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Foreign Catholics among the Foreign Protestants?
Deportees from Louisbourg to Lunenburg in 1758

Terrence M. Punch, D.Litt.

Does it surprise you to learn that some of the foreign Protestants brought to Nova Scotia turned out to be foreign Catholics? In the eighteenth century, religion was intimately linked to political allegiance. At that time, Britain was a “Protestant” power, France a “Catholic” one. When the British decided to establish Halifax as a British military outpost, the British government sought only Protestants. . . . Already in October 1750, the Anglican missionary in Halifax, Rev. William Tutty, discovered Catholics “among the small number of Palatines . . . sent by the last two transports, . . . no less than forty. . .” In alarm, he scribbled a lengthy report to London.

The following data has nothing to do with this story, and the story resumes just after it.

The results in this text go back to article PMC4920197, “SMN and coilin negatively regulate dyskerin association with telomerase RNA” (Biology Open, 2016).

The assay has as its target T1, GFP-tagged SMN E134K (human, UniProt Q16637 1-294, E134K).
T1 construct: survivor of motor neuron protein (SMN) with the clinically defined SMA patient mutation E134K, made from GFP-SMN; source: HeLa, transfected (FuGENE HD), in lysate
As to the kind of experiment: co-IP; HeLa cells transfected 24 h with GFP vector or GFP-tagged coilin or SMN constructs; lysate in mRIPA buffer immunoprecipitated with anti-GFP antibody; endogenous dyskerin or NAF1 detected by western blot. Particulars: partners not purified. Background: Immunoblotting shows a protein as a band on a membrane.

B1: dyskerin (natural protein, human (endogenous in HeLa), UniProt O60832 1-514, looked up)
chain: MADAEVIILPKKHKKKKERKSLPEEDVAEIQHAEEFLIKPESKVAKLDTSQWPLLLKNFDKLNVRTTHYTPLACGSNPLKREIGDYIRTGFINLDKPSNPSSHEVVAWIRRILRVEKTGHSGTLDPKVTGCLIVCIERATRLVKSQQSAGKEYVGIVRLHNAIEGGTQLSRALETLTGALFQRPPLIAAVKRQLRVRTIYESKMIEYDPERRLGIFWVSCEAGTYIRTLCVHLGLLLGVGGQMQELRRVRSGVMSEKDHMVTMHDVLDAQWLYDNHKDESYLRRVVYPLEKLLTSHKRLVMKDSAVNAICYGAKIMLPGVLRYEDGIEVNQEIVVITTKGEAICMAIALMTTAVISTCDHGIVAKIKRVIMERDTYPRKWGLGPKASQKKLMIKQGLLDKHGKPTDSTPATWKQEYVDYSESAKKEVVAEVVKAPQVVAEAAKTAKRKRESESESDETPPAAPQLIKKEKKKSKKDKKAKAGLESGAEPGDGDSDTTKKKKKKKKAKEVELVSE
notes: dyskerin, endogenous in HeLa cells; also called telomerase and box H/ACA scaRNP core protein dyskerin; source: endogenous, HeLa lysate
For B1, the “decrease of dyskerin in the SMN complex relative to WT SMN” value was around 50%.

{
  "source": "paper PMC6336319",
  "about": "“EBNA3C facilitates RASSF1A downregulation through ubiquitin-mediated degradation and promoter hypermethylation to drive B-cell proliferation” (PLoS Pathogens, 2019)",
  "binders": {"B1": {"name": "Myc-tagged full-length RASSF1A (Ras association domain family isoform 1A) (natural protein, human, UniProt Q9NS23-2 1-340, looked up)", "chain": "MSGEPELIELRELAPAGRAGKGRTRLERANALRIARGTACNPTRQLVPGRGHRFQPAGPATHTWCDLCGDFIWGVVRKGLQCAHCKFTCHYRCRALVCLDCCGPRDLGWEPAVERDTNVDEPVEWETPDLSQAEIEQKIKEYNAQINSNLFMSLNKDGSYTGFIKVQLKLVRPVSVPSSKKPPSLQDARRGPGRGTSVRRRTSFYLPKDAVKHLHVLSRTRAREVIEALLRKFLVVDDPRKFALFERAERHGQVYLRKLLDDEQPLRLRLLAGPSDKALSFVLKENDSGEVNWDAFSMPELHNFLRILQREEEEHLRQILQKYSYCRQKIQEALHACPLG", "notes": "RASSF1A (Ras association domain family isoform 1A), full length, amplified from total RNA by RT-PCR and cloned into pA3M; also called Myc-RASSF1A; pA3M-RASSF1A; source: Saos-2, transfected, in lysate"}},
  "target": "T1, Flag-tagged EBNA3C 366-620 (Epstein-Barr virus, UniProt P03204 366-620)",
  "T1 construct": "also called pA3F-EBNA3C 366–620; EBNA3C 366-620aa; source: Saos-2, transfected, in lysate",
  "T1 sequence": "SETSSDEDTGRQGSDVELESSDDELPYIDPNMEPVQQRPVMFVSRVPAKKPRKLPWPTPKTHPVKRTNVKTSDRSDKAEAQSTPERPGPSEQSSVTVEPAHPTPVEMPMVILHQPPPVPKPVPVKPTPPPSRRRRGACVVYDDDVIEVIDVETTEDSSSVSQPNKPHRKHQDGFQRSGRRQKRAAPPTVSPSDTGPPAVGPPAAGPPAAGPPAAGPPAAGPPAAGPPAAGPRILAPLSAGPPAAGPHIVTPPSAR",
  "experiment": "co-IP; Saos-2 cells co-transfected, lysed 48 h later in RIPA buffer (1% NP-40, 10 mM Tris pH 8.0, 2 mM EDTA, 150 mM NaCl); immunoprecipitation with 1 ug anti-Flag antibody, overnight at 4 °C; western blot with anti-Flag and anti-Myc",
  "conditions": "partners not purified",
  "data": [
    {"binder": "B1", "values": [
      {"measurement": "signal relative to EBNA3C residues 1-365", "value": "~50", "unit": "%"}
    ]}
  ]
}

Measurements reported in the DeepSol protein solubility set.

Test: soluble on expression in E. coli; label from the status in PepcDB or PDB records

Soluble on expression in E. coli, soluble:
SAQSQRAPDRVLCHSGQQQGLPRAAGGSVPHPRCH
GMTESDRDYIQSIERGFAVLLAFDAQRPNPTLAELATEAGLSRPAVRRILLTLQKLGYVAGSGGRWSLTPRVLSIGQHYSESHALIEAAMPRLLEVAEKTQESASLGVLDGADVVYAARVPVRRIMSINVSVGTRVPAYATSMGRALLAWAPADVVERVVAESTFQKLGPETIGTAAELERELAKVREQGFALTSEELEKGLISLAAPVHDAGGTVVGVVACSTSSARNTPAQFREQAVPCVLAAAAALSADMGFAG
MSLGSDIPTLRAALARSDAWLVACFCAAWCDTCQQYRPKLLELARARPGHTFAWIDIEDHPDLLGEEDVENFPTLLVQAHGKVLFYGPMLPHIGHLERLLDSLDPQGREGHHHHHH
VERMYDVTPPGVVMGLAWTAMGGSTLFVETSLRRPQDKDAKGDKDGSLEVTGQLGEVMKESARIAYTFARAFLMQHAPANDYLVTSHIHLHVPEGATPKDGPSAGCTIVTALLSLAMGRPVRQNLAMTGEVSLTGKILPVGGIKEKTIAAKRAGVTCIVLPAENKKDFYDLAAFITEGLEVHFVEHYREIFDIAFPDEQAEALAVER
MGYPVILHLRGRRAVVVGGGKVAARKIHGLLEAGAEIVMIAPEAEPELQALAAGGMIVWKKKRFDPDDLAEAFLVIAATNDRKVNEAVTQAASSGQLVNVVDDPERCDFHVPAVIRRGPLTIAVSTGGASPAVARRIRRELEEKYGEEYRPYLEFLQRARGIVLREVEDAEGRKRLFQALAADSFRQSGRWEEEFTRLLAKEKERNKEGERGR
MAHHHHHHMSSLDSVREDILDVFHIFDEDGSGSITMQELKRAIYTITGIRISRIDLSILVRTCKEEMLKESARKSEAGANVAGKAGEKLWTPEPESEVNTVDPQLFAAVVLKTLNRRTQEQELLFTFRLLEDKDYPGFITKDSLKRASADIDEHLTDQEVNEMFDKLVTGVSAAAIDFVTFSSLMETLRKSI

The Catholics in Halifax were weeded out and expelled to fend for themselves. Most went to the nearest settled town: Louisbourg, the French fortress in Cape Breton. . . .

 

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